However, as shown in FIG. 7B, the multiplexer 44 and the T-latches are activated by clock pulses which are in synchronism and in timed sequence so as to prevent the development of any transparent data path from the inputs of the T-latches to the output of the multiplexer. More specifically, the clock signals provide anti-phase operation of the T-latch and the multiplexer switches 44A, 44B, as indicated by the bubble symbol on two of the lower switches (see FIG. 6C for symbolic explanation). The closures of switches 44A, 44B are synchronized with activation of the T-latch switches in such a way that whenever latch A is closed (transparent) the multiplexer is selecting latch B, and vice versa. Thus, the T-latches can by these means be safely used as storage registers, thereby reducing transistor count and die area as compared with the system of FIG. 6B.
FIG. 8 presents a timing diagram showing the interrelated operation of the separate parts of the FIG. 7B circuit. The "A" input is latched on the rising Clock/2 edges, and appears at the output following the same clock edges. The "B" input is latched on falling Clock/2 edges, and appears at the output following the same clock edges. Thus, whenever latch "A" is transparent (closed), the mux is selecting the output of latch B to the output and vice versa. Accordingly, the presence of the multiplexer, so-activated, prevents the development of clear (transparent) paths through the T-latch inputs to the mux output.
Different transistor-level implementations for the T-latches and multiplexer in FIG. 7B could be used to achieve the same result. The basic point is that T-latches can safely be used as storage elements in a ping-pong datapath if they are followed by a multiplexer the select input of which is such that a transparent path never exists from any of the T-latch inputs to the output of the mux.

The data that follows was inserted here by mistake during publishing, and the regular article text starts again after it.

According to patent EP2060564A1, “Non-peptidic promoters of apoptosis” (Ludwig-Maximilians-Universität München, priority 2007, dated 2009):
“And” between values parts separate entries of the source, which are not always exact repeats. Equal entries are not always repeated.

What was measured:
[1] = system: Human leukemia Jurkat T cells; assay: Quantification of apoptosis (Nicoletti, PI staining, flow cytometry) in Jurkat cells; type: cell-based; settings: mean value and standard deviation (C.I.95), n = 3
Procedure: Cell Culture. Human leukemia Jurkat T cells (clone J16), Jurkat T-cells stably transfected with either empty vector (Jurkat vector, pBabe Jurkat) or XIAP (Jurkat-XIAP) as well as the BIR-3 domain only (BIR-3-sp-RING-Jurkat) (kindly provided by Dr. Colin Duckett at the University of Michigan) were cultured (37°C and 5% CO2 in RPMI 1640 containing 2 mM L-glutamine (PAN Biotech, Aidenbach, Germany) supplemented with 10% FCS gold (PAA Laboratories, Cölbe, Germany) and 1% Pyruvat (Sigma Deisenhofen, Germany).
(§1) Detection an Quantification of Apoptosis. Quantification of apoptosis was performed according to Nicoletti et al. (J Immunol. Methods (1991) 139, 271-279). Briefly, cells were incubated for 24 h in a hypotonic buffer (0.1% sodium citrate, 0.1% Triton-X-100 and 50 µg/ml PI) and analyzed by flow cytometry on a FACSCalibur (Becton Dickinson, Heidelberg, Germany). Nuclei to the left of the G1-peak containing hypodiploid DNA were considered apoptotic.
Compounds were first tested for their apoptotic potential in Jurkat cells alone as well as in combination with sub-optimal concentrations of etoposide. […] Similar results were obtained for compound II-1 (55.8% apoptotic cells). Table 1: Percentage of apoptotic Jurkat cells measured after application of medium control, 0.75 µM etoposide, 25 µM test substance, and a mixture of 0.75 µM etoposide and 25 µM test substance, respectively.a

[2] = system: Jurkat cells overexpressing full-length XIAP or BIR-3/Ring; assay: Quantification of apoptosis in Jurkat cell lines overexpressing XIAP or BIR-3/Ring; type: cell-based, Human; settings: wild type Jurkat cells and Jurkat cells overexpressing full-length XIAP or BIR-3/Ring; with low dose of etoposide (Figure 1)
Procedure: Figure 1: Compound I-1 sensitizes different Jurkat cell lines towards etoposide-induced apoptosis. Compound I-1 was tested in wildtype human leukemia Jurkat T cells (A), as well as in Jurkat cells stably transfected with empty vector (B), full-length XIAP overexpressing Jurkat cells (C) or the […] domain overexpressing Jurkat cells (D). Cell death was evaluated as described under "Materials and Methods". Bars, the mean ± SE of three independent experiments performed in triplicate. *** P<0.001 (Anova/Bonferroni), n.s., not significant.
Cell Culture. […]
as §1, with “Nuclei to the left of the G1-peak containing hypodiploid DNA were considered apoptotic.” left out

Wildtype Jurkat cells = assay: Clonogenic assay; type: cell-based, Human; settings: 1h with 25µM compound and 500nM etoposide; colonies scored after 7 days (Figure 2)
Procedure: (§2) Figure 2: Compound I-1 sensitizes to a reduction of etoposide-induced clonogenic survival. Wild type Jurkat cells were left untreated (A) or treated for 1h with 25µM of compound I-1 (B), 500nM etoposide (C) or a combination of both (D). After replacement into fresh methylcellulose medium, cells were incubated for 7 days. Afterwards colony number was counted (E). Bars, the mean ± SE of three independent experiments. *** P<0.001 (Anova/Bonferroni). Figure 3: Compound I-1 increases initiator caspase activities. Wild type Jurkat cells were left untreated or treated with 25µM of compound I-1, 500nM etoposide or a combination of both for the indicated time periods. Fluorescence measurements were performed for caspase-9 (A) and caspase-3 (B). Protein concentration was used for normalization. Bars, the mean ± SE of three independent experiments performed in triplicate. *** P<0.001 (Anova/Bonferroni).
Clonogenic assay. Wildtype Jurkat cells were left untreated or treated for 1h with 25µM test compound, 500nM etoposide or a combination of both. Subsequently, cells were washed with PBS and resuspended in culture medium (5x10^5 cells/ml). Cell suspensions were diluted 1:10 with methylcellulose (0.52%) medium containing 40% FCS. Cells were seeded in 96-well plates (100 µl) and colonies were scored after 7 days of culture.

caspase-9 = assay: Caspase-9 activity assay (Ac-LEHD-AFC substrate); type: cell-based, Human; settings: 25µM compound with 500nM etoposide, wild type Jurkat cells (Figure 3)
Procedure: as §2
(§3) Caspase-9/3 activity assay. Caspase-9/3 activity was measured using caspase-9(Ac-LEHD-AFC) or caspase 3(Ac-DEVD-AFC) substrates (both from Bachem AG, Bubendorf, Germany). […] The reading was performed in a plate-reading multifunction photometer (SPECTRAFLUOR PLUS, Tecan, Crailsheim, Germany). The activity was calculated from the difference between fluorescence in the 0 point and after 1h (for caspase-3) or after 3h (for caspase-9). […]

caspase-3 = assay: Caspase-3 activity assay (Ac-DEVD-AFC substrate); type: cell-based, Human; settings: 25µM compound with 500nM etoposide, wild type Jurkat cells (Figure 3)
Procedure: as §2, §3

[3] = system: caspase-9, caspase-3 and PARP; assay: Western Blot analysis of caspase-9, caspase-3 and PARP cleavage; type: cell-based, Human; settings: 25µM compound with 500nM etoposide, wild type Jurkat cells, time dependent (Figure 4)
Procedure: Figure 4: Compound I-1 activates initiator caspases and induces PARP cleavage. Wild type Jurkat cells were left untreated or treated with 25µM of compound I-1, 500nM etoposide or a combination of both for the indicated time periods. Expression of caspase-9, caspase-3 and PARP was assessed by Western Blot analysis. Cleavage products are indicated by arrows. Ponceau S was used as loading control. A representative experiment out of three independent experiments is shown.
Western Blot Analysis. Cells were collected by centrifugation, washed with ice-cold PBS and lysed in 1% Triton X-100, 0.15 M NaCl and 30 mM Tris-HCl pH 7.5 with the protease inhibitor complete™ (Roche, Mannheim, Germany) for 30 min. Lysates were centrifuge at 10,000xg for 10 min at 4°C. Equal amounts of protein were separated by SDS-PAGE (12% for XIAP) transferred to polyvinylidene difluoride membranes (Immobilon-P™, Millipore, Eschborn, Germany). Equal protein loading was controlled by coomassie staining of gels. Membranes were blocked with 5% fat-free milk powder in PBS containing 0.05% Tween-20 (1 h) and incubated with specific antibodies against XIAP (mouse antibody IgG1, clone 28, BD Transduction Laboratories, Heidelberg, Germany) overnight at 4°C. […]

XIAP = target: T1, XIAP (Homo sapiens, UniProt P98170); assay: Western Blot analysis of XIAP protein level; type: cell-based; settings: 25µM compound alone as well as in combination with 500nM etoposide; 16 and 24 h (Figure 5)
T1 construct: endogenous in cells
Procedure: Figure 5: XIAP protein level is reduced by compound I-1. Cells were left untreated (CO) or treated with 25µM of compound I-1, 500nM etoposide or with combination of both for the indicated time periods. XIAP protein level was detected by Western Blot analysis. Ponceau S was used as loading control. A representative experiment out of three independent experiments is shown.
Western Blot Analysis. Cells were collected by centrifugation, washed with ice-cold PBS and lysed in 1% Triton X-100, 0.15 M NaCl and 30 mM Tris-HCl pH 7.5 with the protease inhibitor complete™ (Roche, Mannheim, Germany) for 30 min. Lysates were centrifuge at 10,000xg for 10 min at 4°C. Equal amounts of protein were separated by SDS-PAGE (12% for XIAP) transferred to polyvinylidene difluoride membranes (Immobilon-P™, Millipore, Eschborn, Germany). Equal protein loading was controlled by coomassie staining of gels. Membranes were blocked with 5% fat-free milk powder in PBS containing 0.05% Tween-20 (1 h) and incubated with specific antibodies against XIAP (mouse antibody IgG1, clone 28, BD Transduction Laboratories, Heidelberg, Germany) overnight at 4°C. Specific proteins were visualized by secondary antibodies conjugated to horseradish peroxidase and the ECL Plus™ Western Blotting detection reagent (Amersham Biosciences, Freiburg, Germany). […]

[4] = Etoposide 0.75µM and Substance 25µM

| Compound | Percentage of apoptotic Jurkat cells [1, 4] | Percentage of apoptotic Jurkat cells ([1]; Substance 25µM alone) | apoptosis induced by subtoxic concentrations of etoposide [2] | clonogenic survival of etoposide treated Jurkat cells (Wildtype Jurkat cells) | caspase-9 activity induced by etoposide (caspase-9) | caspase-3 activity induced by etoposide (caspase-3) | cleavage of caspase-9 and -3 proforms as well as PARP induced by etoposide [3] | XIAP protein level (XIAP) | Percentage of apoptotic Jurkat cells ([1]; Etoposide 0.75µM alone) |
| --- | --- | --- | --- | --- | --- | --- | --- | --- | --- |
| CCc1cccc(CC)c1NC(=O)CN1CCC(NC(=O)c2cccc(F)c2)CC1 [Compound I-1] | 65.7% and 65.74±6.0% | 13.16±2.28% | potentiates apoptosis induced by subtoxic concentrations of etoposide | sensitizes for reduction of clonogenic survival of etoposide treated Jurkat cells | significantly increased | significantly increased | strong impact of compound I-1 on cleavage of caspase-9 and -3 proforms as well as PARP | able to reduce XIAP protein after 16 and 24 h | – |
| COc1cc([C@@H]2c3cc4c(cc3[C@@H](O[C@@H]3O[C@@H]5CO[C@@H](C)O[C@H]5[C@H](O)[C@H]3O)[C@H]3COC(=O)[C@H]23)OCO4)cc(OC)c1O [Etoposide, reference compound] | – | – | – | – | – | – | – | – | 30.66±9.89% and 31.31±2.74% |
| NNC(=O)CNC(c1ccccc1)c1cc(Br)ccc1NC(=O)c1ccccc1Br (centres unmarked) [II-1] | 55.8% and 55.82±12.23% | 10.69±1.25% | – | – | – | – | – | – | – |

In comparison with the circuit of FIG. 6B, the circuit of FIG. 7B has been reduced in transistor count by the equivalent of two T-latches. The output propagation delay has also been slightly reduced by the amount of time necessary to propagate through a switch. The circuit also will have reduced power dissipation due to the reduced number of transistors, and to the reduced load on the clock input.
A somewhat modified embodiment of the invention can be employed when implemented as part of a RAMDAC. The input port or "pixel port" on a high-speed RAMDAC typically consists of a number of parallel datastreams each running at a clock rate lower than the main RAMDAC clock rate. The input data is usually two parallel streams at half the main clock rate, or four parallel streams at one quarter the main clock rate. The reason for using this type of input port is that it is much easier for the system designer to generate multiple parallel datastreams at some fraction of the main clock rate, than to generate a single datastream at the main clock rate.
This type of pixel port is known as a multiplexed pixel port. On previous RAMDACs, the first operation to be carried out, once the multiple datastreams were registered at the input, was to multiplex them into a single datastream at the main clock rate. This was done in a similar fashion to the way the outputs of the ping-pong datapath are combined into a single datastream in FIG. 6B. This full-rate datastream was then processed through the different stages of the pipelined datapath at the full clock rate.